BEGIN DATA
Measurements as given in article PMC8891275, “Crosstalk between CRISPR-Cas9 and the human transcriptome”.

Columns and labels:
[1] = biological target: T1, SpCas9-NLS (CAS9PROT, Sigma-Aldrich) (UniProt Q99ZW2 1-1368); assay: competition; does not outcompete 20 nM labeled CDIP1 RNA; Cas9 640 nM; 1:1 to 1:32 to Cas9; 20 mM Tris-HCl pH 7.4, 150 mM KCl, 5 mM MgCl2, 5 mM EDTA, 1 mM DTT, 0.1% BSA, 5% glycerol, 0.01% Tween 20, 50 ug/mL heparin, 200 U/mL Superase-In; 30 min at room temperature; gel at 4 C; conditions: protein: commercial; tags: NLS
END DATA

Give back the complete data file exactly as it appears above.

Measurements as given in article PMC8891275, “Crosstalk between CRISPR-Cas9 and the human transcriptome”.

Columns and labels:
[1] = biological target: T1, SpCas9-NLS (CAS9PROT, Sigma-Aldrich) (UniProt Q99ZW2 1-1368); assay: competition; does not outcompete 20 nM labeled CDIP1 RNA; Cas9 640 nM; 1:1 to 1:32 to Cas9; 20 mM Tris-HCl pH 7.4, 150 mM KCl, 5 mM MgCl2, 5 mM EDTA, 1 mM DTT, 0.1% BSA, 5% glycerol, 0.01% Tween 20, 50 ug/mL heparin, 200 U/mL Superase-In; 30 min at room temperature; gel at 4 C; conditions: protein: commercial; tags: NLS